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Chevy Volt Educating Americans One Sale at a Time

PORTLAND, OR – All things considered, Cristi Landy might have the toughest job at General Motors.

As Chevrolet’s small- and electrified-car marketing chief, Landy must educate Americans about the Chevy Volt extended-range electric vehicle. It’s a task she readily admits might be greater than anyone at the auto maker anticipated when the car launched three years ago.

“It’s harder than anyone expected,” she says from the back seat of a Chevy Spark battery-electric vehicle during testing of the car here this week. “Even people on the fringes get confused.”

It seems folks just can’t get their arms around the concept: the Volt travels about 38 miles (61 km) on battery power, depending on driving styles, and once the battery is depleted of energy an internal combustion engine takes over acting as a generator to provide electricity and another 250 miles (402 km) of range. After that, the driver needs to plug in for more juice or refill the gas tank.

The odds of getting stranded in the Volt are no greater than a car with a gasoline engine.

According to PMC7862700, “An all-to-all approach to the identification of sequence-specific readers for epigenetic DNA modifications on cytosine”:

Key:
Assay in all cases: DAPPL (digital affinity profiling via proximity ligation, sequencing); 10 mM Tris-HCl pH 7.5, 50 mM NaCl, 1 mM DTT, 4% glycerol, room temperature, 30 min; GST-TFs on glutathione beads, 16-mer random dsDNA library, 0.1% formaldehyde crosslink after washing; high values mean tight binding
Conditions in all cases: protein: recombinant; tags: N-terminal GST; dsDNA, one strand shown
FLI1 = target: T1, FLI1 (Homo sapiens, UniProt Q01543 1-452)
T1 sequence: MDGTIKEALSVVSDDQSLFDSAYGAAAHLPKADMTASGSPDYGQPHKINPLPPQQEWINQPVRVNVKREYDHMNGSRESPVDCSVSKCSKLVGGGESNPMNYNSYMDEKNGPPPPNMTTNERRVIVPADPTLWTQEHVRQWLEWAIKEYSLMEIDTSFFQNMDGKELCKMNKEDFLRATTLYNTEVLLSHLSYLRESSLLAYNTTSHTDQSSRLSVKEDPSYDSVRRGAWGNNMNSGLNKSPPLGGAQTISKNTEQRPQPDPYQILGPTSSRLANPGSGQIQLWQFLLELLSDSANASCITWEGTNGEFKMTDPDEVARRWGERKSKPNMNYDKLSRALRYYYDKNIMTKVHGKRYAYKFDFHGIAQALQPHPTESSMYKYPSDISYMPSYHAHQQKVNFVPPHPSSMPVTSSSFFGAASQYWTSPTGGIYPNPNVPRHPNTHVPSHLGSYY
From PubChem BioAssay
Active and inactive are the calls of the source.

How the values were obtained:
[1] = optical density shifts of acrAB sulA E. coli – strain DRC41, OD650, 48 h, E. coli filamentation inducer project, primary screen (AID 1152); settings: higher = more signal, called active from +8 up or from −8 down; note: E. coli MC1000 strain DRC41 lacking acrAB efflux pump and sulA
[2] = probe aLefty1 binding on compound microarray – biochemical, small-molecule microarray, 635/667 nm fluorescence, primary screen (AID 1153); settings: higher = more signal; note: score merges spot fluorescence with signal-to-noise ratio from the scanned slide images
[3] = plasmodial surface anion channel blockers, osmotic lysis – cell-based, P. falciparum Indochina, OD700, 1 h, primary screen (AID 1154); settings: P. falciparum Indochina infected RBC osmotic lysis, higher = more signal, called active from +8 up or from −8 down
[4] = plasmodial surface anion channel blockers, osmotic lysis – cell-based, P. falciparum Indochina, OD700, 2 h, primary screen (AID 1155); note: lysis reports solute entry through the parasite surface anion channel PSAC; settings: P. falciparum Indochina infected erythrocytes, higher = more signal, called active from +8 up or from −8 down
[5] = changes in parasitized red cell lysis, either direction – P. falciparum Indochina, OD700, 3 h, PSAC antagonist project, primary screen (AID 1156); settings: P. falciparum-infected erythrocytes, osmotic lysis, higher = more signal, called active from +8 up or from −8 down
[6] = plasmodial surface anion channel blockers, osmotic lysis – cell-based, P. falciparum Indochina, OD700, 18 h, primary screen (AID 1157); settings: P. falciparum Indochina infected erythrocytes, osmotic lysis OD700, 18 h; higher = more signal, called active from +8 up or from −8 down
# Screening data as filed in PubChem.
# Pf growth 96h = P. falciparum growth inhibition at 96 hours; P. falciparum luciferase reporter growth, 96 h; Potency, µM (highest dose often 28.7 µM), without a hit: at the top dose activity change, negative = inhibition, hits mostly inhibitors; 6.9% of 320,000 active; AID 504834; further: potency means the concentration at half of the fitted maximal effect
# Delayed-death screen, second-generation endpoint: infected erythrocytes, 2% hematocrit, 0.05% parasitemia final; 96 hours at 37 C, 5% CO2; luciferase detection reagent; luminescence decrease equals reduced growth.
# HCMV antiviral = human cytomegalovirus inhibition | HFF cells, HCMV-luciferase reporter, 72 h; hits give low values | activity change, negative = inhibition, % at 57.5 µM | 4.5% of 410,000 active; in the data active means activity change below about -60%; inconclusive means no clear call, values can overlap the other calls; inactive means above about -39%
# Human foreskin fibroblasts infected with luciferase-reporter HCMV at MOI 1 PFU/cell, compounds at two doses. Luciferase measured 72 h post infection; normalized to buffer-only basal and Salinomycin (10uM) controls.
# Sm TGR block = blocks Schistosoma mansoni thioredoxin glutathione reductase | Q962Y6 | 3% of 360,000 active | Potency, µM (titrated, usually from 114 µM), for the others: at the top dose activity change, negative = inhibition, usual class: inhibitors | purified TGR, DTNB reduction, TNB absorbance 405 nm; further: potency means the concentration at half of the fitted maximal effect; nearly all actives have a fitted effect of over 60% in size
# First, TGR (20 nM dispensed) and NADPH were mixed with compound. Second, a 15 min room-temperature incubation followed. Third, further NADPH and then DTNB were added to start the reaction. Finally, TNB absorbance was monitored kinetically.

But the difficulty understanding how the Volt works isn’t because Americans are clueless about technology. Quite the contrary.

According to a report from CNN, wireless carrier Verizon activated 3.9 million iPhones in the second quarter of this year alone and now more than half of Americans own a smartphone. So no, John Q. Public is quite tech savvy.

America’s difficulty understanding the Volt’s technology, which five years ago was practically unknown outside of advanced engineering laboratories, lies with misinformation surrounding the car since GM’s taxpayer bailout in 2009 and the fact that a business case does not exist to spend the necessary marketing dollars on a nationwide educational campaign.
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